As luxury hotel companies work to become spaces for healthy living, we'll likely start seeing more people with "wellness" or "well-being" in their titles take up senior positions.
As hotel companies become more serious about wellness beyond spa offerings and healthy menus, many are creating new positions for executives specializing in the field.
Hyatt is one of the pioneers and in August brought onboard Mia Kyricos, who joined as its first senior vice president, global head of well-being, responsible for developing strategies for guest and employee well-being.
Before joining Hyatt, she headed up Kyricos & Associates LLC, which provided guidance to wellness-driven hospitality, tourism, and lifestyle companies. Prior to that, she was chief brand officer at Spafinder Wellness, Inc., and worked with Starwood Hotels & Resorts Worldwide, where she developed international spa brands and signature wellness experiences.
Skift recently sat down with Kyricos to discuss Hyatt’s vision for wellness.
Skift: Wellness is clearly on Hyatt’s mind, with the recent acquisitions of Exhale and Miraval. Tell us a bit about Hyatt’s approach to wellness.
Kyricos: What I am excited about is the way Hyatt is looking at making well-being part of company DNA. It’s not just about branded services and products and spas, but about caring about people at a higher, macro level. That’s such a unique approach and I find it’s really notable.
Some companies are hiring leaders to head spa and wellness, or maybe they are paying more attention to fitness, food and physical environment. But I had never seen anyone contemplate putting the health and wellness of both guests and colleagues under one position.
Wellness is what we do every day to take care of ourselves It’s the path to well-being, which is the destination, the outcome we are trying to achieve. Hyatt is ultimately looking at well-being in relationship to the very purpose of the company, which is caring for people so they can be their best.
Everyone from the board of directors to the Pritzkers to CEO Mark Hoplamazian believed that if Hyatt was going to realize this purpose of care, it needed a single leader to champion this vision for the external marketplace and internally, within the organization.
Skift: Since you came on board, what have been your priorities?
Kyricos: This is a newly-created role, so we are doing a lot of foundational work this year, to position wellness at the highest level. What does wellness and well-being mean across the brand? How do we positively impact well-being?
We are focusing on the landmarks of well-being – how guests, colleagues and customers feel, fuel and function. Feel encompasses mental and emotional health. Fuel includes food and powering your body through sleep. Function is how you physically move, how you function in work, life and play. We are defining this common language around which to map products and services.
Skift: What seems unique about Hyatt’s position is the focus on employee wellness.
Kyricos: We are looking at how we foster the culture of care and well-being in the workplace. It’s how we work together, how we treat each other. How do we make the environment more comfortable for employees and take care that they prioritize self-care?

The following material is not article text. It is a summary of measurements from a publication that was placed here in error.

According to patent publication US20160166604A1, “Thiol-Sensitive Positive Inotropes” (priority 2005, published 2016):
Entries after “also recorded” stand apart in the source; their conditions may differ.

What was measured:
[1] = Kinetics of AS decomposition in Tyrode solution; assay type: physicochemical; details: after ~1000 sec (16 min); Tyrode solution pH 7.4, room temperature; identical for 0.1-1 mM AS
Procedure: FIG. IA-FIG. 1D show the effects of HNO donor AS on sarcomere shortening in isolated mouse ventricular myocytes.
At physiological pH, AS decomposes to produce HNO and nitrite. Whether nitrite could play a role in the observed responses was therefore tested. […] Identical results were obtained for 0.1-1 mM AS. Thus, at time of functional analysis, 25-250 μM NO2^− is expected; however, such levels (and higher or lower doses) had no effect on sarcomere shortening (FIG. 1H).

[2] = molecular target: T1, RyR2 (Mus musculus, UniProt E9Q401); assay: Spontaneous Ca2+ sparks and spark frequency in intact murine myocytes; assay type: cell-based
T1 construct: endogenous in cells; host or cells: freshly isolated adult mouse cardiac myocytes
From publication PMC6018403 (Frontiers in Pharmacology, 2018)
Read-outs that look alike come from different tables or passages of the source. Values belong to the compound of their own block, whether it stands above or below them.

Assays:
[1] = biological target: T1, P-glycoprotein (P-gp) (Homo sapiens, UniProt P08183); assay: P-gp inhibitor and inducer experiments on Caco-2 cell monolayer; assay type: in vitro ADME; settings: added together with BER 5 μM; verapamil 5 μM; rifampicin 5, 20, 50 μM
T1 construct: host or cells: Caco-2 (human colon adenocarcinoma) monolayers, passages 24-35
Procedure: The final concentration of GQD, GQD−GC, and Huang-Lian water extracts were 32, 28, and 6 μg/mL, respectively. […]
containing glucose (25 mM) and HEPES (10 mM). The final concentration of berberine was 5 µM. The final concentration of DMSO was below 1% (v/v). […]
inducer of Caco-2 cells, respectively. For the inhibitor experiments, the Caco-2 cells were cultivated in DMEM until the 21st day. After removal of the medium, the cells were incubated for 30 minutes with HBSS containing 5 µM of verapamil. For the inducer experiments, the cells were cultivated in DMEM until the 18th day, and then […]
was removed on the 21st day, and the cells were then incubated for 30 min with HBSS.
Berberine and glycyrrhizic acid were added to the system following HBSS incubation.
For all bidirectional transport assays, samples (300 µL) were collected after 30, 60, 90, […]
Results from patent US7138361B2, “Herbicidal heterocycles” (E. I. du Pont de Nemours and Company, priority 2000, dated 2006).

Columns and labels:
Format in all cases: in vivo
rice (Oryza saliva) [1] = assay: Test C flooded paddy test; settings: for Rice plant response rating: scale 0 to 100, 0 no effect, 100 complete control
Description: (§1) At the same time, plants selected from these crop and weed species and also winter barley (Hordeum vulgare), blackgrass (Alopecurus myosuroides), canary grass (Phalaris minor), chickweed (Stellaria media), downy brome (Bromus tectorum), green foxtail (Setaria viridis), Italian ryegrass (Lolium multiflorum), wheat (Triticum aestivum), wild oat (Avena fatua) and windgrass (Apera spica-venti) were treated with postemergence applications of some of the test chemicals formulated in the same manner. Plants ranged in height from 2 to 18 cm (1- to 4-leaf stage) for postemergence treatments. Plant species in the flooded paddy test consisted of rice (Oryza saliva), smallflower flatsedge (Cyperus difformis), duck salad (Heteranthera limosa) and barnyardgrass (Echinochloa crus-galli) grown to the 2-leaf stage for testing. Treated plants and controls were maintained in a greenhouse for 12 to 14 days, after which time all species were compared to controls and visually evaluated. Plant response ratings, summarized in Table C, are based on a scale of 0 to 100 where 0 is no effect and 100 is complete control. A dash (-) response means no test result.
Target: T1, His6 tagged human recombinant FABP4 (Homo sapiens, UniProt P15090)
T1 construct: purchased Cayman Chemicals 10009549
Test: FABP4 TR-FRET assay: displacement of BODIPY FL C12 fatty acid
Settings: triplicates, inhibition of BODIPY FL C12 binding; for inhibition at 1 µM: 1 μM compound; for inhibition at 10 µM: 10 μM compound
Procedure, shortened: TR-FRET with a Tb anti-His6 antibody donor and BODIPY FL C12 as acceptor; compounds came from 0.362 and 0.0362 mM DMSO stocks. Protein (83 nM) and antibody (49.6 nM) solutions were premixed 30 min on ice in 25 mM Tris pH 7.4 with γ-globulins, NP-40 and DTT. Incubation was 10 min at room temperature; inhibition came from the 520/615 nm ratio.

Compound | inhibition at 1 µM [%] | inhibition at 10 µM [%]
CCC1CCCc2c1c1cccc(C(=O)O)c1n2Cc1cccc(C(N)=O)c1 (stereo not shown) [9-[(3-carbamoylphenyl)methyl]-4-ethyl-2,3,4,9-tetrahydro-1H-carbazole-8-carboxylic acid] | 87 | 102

For example, we are piloting various platforms, including software to track well-being. We are testing it with 10,000 employees. Based on their feedback, we will consider the next step. We are also working with experts in workplace well-being.
In terms of the “feel” landmark I mentioned, we are looking at things we can move the needle on every day, like positivity and gratitude. To help bring this to life, Hyatt’s first global day of gratitude was December 12. The purpose of it was to embrace what we believe and science tells us impacts well-being.
This is the kind of thing we want to do more of…things that will stop people in their tracks and getting them thinking about it.
Skift: Discuss how Miraval and Exhale will be incorporated into the Hyatt brand.
Kyricos: It’s a rare day when a hospitality company makes an acquisition at the scale of Exhale and Miraval. We are signaling to the world that we are serious by buying best-in-class brands as a way to deliver wellness. The Miraval brand is about mindfulness getaways, while Exhale is more accessible wellness every day.
Hyatt is planning to grow these brands and leverage their intellectual property to develop other products and services. For example, we have had Exhale people participate in legal team meetings to help them be more mindful. We can bring items like Exhale sleep patches and fitness kits into rooms.
[In terms of branding new Hyatt spas,] we will do this on a case-by-case basis, branding a spa with Miraval or Exhale where it makes sense. Other spas will be branded by location. But there are no plans to align either Miraval or Exhale solely with one hotel brand.
Skift: You talk about colleagues, guests and customers. Many of those customers are meeting attendees. How does wellness fit into that aspect of Hyatt’s business?
Kyricos: We are looking at how we can do in things in meetings to ensure they are more productive and more enjoyable. After all, meetings are freakin’ exhausting. We want to focus on mindfulness, identifying principles to use internally and externally.
There are a lot of things we can do to impact the outcomes, from the food offered during breaks to the physical design of the meeting space to offering programming for non-food-related breaks to scents. As we contemplate the overall strategy, we are looking at how we can touch all the senses in ways that are evidence-based.
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Photo credit: The Exhale Spa on Turks and Caicos. Hyatt has recently hired a new senior vice president, global head of well-being. Exhale Spa